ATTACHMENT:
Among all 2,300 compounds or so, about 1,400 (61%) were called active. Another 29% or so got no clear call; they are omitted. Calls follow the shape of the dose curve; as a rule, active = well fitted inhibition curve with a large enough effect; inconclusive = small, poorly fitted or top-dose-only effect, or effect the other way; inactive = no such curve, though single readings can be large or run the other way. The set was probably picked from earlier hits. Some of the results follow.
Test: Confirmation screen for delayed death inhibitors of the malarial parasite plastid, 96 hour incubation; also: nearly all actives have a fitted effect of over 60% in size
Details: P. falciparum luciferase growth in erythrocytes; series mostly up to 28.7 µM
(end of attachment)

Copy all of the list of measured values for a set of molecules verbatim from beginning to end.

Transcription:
Among all 2,300 compounds or so, about 1,400 (61%) were called active. Another 29% or so got no clear call; they are omitted. Calls follow the shape of the dose curve; as a rule, active = well fitted inhibition curve with a large enough effect; inconclusive = small, poorly fitted or top-dose-only effect, or effect the other way; inactive = no such curve, though single readings can be large or run the other way. The set was probably picked from earlier hits. Some of the results follow.
Test: Confirmation screen for delayed death inhibitors of the malarial parasite plastid, 96 hour incubation; also: nearly all actives have a fitted effect of over 60% in size
Details: P. falciparum luciferase growth in erythrocytes; series mostly up to 28.7 µM